History in Structure

15 and 17, High Street

A Grade II Listed Building in Southgate, London

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Latitude: 51.6263 / 51°37'34"N

Longitude: -0.1253 / 0°7'31"W

OS Eastings: 529859

OS Northings: 193612

OS Grid: TQ298936

Mapcode National: GBR FK.336

Mapcode Global: VHGQD.SD32

Plus Code: 9C3XJVGF+GV

Entry Name: 15 and 17, High Street

Listing Date: 11 September 2003

Grade: II

Source: Historic England

Source ID: 1390720

English Heritage Legacy ID: 491242

ID on this website: 101390720

Location: Southgate, Enfield, London, N14

County: London

District: Enfield

Electoral Ward/Division: Southgate

Parish: Non Civil Parish

Built-Up Area: Enfield

Traditional County: Middlesex

Lieutenancy Area (Ceremonial County): Greater London

Church of England Parish: Christ Church Southgate

Church of England Diocese: London

Tagged with: Building

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New Southgate


790/0/10093 HIGH STREET
11-SEP-03 Southgate
15 AND 17


Pair of late-Georgian cottages. Timber-frame construction on a brick plinth, with external roughcast render and interior lath and plaster finish. The wood is of hand-sawn elm. The dividing wall between Nos. 15 and 17 is brick. Hipped M shaped roof of hand-made tiles to front attached with wooden pins and pantiles to rear. Intact central shared brick stacks with little cornice each with four chimney pots.

Double-pile plan with rear brick cross wing, probably a raising of an earlier single storey outshut. A lean-to conservatory has been added to the side of the cross wing in each cottage.

Each cottage has a single window range of sashes to front: 16-pane and un-horned to ground floor; first floor left is a later 4-pane horned sash and right a 12-pane horned sash; windows are more altered to rear though some sashes retained. Entrance doorways are to each side with bracketed shallow-gabled hood, divided overlight (original to number 17, later glazing to number 15) and 6-panelled door.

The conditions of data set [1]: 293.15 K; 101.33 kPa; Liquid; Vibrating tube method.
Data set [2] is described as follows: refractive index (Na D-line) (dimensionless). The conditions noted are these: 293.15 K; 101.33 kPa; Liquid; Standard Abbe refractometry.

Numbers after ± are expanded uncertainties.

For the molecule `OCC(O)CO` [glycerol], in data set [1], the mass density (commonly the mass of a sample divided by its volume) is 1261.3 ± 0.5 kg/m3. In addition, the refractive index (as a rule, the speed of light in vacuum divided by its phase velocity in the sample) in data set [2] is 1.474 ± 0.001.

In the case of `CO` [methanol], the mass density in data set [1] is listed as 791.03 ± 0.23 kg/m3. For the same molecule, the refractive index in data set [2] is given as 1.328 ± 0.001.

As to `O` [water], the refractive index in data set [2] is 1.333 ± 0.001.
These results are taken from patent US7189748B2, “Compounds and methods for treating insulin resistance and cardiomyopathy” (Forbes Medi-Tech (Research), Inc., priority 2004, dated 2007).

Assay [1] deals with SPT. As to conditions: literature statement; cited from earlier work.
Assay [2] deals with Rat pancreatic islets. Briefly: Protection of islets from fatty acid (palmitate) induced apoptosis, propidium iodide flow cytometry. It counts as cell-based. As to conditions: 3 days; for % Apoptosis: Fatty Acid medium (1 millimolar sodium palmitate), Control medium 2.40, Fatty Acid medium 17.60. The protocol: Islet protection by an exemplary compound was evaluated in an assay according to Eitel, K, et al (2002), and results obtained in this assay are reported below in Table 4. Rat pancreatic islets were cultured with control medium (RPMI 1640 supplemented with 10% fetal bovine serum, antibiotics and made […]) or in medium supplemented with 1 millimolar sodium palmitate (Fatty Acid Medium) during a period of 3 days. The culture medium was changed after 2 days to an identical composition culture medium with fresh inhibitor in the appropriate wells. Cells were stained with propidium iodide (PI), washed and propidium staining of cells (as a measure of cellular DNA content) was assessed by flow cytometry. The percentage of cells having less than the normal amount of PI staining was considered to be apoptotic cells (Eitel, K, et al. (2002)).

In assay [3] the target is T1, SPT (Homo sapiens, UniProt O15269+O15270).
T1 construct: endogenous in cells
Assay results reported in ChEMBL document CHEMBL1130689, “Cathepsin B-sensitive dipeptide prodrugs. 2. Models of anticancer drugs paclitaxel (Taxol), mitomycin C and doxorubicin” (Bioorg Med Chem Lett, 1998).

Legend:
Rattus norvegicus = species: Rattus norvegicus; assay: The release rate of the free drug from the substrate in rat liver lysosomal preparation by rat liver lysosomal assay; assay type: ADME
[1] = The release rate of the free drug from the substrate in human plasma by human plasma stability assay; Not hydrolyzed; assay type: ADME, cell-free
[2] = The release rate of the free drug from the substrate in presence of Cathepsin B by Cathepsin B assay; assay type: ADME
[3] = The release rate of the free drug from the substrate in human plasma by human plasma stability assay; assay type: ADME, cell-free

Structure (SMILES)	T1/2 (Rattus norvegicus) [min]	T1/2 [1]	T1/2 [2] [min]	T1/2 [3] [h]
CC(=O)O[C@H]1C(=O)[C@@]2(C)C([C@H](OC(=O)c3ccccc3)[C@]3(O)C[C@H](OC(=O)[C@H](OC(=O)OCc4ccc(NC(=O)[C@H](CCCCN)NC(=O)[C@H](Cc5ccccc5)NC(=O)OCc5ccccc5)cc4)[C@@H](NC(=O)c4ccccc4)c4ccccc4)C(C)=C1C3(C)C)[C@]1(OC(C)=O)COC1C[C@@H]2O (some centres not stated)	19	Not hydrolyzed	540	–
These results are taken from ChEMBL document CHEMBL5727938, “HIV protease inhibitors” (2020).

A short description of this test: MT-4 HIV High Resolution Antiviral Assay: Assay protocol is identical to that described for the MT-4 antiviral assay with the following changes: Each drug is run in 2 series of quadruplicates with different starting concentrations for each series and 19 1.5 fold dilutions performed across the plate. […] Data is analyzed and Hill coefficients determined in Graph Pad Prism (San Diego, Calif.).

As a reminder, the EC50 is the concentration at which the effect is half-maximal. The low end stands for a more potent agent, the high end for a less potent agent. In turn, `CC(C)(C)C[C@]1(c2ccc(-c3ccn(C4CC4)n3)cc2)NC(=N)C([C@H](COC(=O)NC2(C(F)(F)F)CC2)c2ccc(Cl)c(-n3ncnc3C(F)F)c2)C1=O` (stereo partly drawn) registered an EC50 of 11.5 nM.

Original plan downstairs, with side hall and stairs rising opposite the door, the same in each cottage. The back room in both instances has been enlarged, taking in part of the entrance hall, which has been halved in width as a result. Steep stairs with stick balusters and small landing balustrade, all retained. Original wide floorboards (individually fitted by notching over joists). Each of the main rooms had a fireplace and all but one, in the back room of No. 17, survive: another, that in the front parlour of No.17, has been replaced with a modern surround. The remaining fireplaces are quite plain, with restrained mouldings: all except one are boarded up. The front 'parlours' of both Nos. 15 and 17 illustrate clearly the modestly higher social status of this room: 6-panelled door (the rest are shallow 4-panelled), a small reeded plaster cornice with corner paterae, and in No. 15 only, a dado rail and moulded fireplace with hints of classical detail. The rear room has arched alcoves either side of fireplace, which are of recent construction, as are the alcoves in the hallway and back rooms.

Upstairs, in both houses, a partially glazed partition has been erected across the landing halving its size, but creating additional bedroom space. In No. 17 this has been added to the back bedroom: in No. 15 the back bedroom gains space from the landing, but also loses some to form a lobby, communal space through which there is access to a bathroom in the rear wing. In No.17 this is a bedroom accessible only through the back bedroom.

Southgate was originally a woodland hamlet in coppice woods outside Enfield Chase (the name referring to the south entrance to this) in the parish of Edmonton. The Chase was enclosed in 1777 and High Street Southgate, formerly South Street, a separate hamlet, became an area of small businesses and services. Amongst those recorded were wheelwrights, hurdlemakers, bakers, butchers, cartwrights, dairymen, blacksmiths, farriers, owners of timber yards and plant nurseries. Numbers 15-17 are a long established builder's premises established 1910 and described in 1987 as 'One of Southgate's respected and old established family concerns, H Miller and Sons, Plumbers and Decorators', thus still reflecting the early C19 character of the area , which is now overwhelmingly suburban. Next door is a pair of cottages of similar date, numbers 5 & 7, number 5 shown in an early photograph as a school house; this however has been substantially rebuilt. Number 7 retains more original fabric and has Gothick intersecting glazing. All these cottages retain their front gardens bounded by picket fences. Detailed investigation of the original enclosure map of 1801 reveals evidence of development on this site in the form of 5 houses, although not in their present location or form.

These are late-Georgian cottages which have distinctive features. These include their timber framed construction, of which they are a late example, and the survival of internal decorative detail, illustrative of their particular social context. Despite some internal alterations they also retain their essential plan form. The cottages demonstrate the development of Southgate from a small hamlet into an area of small businesses and services, reflecting the early C19 character of an area which is now overwhelmingly suburban.

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